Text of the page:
I have held my tongue… I am glad I have. I have learned long ago that NOTHING changes by your political posts on FACEBOOK.
It makes me wonder whatever happened to common sense among those in politics and those who make it their business to opine about politics and politicians. The incredibly ill-received and offensive comments about rape and abortion that were flung from politicians during this election cycle are among the most horrendous assertions I have ever heard.
Shame on each and every one of us who have been unable to control their verbal outbursts, as well as their written feelings during this campaign season.
That goes for EVERYONE… Christian’s included.
Our Facebook and Twitter accounts do not give us free rein to say whatever we want without ramifications. There is a price to be paid and each one of us are going to have to give account to God for our actions. I found it enlightening that after an hour or so of just berating and tearing down Hillary or Trump supporters (depending on your position) some of these same people were trying to post comments about how great God is and He is in control. But you surely wouldn’t know that by their earlier posts.
I want to desperately scream for everybody to just take a deep breath and play nice. I want to tell them to take time to censor yourself… learn some self-control in how you respond. Others read and do judge you by the comments that you put out there on Facebook and Twitter… you can’t take them back. Once posted it is out there for people to read what is truly going on in your head and in your heart. What I have read is hate… and you can’t cover that up by posting a “spiritual” comment a few minutes later. They do not offset each other equally.
Being incredibly insensitive and unnecessarily offensive in your comments sets a bad example for all. It ruins friendships and it divides families. I have had to make the sad choice to delete some people off my friends list because of their comments over the past few days. These include people who I hope are embarrassed at what they posted in the heat of the moment. However, for me, I saw really what was in the hearts of some of my friends and it scares me. I do understand that mistakes happen, I have made my fair share and I know that I am not perfect but I have to take a stand somewhere.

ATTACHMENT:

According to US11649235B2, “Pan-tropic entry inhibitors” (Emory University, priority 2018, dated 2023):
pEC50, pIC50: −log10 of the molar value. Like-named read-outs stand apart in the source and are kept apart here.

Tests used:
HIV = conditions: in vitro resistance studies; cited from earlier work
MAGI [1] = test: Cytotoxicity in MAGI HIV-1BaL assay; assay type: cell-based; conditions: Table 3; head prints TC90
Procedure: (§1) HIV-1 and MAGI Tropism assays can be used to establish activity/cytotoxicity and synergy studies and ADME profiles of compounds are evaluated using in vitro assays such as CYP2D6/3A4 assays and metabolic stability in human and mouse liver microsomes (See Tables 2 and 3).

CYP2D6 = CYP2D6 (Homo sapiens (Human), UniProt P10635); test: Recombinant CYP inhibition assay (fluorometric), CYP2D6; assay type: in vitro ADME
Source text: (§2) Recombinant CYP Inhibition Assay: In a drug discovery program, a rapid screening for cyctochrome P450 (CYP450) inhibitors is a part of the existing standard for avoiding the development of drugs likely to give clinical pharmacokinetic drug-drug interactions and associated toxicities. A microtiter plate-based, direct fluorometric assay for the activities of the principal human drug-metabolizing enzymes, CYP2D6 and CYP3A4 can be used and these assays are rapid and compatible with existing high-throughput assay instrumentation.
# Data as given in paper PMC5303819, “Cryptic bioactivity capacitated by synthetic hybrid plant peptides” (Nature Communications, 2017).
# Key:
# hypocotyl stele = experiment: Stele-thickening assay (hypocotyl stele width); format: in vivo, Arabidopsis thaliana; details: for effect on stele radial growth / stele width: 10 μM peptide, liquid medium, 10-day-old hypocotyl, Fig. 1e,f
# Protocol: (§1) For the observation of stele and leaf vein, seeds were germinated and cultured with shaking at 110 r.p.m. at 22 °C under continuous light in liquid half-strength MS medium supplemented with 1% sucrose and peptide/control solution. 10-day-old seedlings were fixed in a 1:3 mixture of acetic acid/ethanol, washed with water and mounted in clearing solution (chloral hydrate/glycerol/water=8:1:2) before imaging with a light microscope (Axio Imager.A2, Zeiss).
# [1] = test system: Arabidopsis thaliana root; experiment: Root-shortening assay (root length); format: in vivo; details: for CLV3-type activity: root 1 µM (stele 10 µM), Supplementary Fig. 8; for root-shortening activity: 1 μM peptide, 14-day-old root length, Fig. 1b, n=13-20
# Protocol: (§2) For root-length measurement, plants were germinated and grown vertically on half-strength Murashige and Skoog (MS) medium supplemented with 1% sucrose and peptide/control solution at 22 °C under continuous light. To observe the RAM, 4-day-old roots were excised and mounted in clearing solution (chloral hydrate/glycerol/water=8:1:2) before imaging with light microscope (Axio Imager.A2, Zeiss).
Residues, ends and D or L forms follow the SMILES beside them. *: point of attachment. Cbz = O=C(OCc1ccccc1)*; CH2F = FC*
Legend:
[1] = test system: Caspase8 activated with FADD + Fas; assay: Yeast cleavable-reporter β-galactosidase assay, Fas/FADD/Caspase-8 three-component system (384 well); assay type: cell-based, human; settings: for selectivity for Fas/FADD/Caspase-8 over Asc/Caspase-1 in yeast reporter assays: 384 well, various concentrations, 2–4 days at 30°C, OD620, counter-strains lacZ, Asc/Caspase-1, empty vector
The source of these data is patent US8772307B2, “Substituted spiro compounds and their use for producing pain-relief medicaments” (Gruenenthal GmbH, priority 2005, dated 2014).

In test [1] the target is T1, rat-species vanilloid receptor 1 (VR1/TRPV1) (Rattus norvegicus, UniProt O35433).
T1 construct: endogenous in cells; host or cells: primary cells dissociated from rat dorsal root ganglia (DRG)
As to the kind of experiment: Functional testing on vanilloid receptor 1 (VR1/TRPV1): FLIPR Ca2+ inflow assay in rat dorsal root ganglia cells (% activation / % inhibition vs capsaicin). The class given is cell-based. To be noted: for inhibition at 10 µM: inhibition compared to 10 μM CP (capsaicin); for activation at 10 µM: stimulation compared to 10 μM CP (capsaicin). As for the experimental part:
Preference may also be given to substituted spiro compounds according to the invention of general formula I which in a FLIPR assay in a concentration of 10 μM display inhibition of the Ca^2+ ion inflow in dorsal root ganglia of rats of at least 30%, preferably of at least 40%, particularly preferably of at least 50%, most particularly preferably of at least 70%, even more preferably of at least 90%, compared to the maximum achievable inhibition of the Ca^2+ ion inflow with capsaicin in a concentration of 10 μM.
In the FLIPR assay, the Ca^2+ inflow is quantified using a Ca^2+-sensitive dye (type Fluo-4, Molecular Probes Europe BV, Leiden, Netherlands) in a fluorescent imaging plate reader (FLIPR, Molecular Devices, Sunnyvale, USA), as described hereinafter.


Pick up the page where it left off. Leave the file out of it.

Furthermore, the entire world is watching those who claim Christ as Savior and many people are embarrassing themselves and their testimony for Christ. I hope they learn to express their strong, differing views in a way that shows the world that as believer’s – with their right to free speech – can express their political differences respectfully no matter which side they are on.
News Flash!!! God is not surprised by or wringing His hands in fear over the political process that is going on in America.
Do not automatically assume your support of a candidate is equal to God’s approval. There is a BIG difference between God’s approval and what He will allow to happen.
We need to measure politics and policies by God’s unchanging character and revealed truth. For those who wonder where we are headed as a country, I don’t know where all of could lead. It will keep all of us up some nights I am sure but remember not all is lost.
Questions arise when fearsome things happen.
Fear is natural. We ask ourselves what’s next? What will happen to us? What are we supposed to do in times like these? How did God allow this to happen? It is during times like these when we have no real understanding as to the “why” and all we really want is answers.
Now I don’t know the answers why things like this happen. I know that they have been going on since the beginning of time. Throughout the ages God has allowed these type of things to happen.
It is not for us to question.
I think that during these times we have to remain confident that God is indeed in control and understand that He has a plan.
God’s redemption and God’s presence are the reasons we need to trust God and understand that He is control. In the midst of difficult days, the reassurance of God’s redemption for the future and His presence in our lives will sustain us during the trials at hand. Do not fear because our today’s and tomorrow’s are all taken care of. God has a plan and He is with us.